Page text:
The Mighty Animator, Frédéric Back
by William MoritzFrédéric Back
72-year-old Frédéric Back, two time Academy Award winner for Crac! and The Man Who Planted Trees, was recently in Los Angeles for the opening of an exhibition of his animation drawings at the Academy of Motion Picture Arts and Sciences. The exhibition, with art work from nine of his films, will run until August 25, although the panels of The Man Who Planted Trees and The Mighty River will be sent to the Hiroshima Film Festival after August 11. I got a chance to ask Mr. Back a few questions just before the opening night reception.
Moritz: Do all your animation films, from Abracadabra in 1970 until The Mighty River in 1993 belong to the Société Radio Canada [the French language division of the CBC]?
Back: Yes, that's right. I was an employee of Radio Canada--sometimes a freelance, because depending on how interesting I found the work, sometimes I'd quit, and then return at a later date.
Moritz: Now they've closed down the animation section of Radio Canada ...
Back: Yes. And it's too bad. Hubert Tison at Radio Canada really gave me the opportunity to work in good conditions. Before that, I wasn't so interested in animation. The National Film Board was doing lots of fine animation, but no other place had good equipment and professional cameramen that could do that kind of work. Then Tison built up a professional animation studio at Radio Canada.
I had made many short pieces of animation for music broadcasts and documentaries, so when I began with Radio Canada, I made mainly short films. But the improved conditions Tison offered meant a more complex, higher standard of animation, and I gradually learned to make better, more complex films.
One of the good ideas Tison proposed to Radio Canada was an international exchange of animation films. Before that, and still now, there are regular exchanges of usual live-action television programs, but nothing with animation until Tison initiated it. It was very important, because it meant you could produce high-quality animations relatively cheaply, since for each film Radio Canada made, they got an additional 20 or more--one from each of the other participating countries. This exchange functioned for about 15 years, and it only stopped because gradually too many people too often would buy poor, cheap animation films just to have something to exchange, and the countries that worked hard for higher quality were disappointed. It was really too bad it stopped, since it gave work to animators in many countries, as well as Canada, and encouraged the production of short films.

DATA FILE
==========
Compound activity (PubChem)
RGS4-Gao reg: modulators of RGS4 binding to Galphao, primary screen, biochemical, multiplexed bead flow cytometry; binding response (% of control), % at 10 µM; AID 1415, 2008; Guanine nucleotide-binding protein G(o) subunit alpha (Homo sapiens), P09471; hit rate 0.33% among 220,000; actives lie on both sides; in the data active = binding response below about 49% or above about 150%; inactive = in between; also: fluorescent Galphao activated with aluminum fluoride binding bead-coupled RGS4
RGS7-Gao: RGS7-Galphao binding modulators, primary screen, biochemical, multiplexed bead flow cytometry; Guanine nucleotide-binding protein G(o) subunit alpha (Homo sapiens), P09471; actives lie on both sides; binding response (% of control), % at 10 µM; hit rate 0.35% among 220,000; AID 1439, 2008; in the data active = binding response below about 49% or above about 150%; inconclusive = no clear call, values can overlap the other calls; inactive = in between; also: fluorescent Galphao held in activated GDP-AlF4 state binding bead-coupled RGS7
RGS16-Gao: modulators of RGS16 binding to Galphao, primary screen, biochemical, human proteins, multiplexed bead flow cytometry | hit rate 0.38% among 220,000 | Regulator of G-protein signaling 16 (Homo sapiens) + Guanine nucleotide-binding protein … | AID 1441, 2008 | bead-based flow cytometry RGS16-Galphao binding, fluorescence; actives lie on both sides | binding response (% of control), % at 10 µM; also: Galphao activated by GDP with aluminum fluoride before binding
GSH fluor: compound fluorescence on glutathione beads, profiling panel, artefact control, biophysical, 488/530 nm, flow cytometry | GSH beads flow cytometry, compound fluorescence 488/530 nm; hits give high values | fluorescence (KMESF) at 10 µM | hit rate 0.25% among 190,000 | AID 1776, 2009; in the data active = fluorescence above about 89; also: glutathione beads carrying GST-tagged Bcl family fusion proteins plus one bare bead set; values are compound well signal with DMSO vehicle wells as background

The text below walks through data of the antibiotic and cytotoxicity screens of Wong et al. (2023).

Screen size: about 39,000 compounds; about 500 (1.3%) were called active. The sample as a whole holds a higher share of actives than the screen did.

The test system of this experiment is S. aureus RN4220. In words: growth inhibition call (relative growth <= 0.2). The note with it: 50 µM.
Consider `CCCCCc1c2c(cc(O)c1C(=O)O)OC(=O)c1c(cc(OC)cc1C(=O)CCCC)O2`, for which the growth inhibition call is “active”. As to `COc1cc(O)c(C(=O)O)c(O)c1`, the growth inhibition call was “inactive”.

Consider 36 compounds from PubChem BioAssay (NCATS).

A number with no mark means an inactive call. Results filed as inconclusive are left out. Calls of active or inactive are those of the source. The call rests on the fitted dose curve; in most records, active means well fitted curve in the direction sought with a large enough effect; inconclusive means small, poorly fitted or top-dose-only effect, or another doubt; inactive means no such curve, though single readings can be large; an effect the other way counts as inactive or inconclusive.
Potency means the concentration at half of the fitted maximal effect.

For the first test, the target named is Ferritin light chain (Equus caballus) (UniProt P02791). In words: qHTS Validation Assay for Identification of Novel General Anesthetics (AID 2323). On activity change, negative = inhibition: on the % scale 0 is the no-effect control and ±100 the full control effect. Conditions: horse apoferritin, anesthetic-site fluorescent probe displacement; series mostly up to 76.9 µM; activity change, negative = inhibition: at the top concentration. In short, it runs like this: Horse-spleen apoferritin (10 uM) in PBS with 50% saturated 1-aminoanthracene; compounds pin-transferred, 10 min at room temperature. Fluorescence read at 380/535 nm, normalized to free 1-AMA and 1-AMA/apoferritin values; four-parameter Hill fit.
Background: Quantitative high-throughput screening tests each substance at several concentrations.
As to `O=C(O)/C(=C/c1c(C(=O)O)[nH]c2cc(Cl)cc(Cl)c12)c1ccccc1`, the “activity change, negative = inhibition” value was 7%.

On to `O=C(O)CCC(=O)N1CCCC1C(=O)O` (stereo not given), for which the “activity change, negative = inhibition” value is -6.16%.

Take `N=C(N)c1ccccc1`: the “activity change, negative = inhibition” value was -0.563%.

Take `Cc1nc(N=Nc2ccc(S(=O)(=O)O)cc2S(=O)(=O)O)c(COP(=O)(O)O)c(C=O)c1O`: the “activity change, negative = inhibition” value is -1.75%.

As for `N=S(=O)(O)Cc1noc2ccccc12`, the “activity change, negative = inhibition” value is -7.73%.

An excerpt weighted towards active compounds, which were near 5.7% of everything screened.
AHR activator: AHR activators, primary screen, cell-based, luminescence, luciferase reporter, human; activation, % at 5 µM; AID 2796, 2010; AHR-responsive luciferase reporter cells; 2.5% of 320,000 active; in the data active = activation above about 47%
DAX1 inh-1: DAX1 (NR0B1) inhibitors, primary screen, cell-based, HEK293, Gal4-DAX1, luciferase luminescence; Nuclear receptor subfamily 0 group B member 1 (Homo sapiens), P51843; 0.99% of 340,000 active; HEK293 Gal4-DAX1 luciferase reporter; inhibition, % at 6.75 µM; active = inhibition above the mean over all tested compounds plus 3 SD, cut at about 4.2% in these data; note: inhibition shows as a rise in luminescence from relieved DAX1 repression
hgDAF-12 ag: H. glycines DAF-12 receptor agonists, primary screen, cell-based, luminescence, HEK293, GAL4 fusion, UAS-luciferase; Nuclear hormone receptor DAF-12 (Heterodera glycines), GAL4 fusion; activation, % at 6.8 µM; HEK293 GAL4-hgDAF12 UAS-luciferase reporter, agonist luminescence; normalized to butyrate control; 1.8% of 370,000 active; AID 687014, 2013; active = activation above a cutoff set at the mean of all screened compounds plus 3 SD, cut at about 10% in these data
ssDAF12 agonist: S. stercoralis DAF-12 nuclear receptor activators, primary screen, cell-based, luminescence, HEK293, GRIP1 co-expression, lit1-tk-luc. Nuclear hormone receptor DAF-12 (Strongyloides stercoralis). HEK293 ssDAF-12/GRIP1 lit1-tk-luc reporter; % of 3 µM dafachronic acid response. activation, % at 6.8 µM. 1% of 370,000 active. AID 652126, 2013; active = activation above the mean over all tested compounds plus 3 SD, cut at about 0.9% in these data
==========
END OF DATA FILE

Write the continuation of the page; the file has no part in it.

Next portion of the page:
The Mighty River
Moritz: Is Hubert Tison still with Radio Canada?
Back: No, he retired. After the animation department was gone, I quit, and there was nothing really to interest Hubert. Closing down animation was such a waste. The wonderful computer-assisted camera, which allowed me to make so many camera movements, rotations and dissolves for The Mighty River (so that it seemed spacious, multiplane and flowing like the river), I was the only person who ever got to use it. Where is it now?
Moritz: At the same time, the National Film Board was also being cut back.
Back: Unfortunately, yes. The problem today is that there are no more artists and thinkers at the head of organizations, only bureaucrats who make notes and count numbers. They have no ideas to offer. They don't take risks--and artistic creation is always taking a risk; you can't guarantee how it will come out, there's no safety in art. And the bureaucrats actually don't even seem to be able to count numbers very well, because after Radio Canada dropped the animation department, I learned that more than half of the money that comes back to Radio Canada from sales of product comes from animation films, which are actually few in number: I made 9, Paul Driessen made 3, Graeme Ross made 2--that means 15 or so animation films gave as much income to Radio Canada as hundreds of hours of regular live-action programs. And the animation films also won hundreds of prizes at film festivals.
Moritz: One terrifying thought to me is that since the same Radio Canada which closed down the Animation Department owns your films, they could presumably withdraw them from circulation, not show them, they could be lost, decay in the vaults.
Back: Well, at least now they show them quite a bit, especially at fesitvals, where they are in demand. And Man Who Planted Trees and Mighty River are available on videocassette, so they are used by teachers and environmentalists continually.
Moritz: But even now, your earlier films, like the two based on Algonquin and Micmac myths, are hardly seen--though the artworks from them in this exhibit are very beautiful. In any case, does the demise of Radio Canada and the crippled National Film Board mean that you can't make any more animation?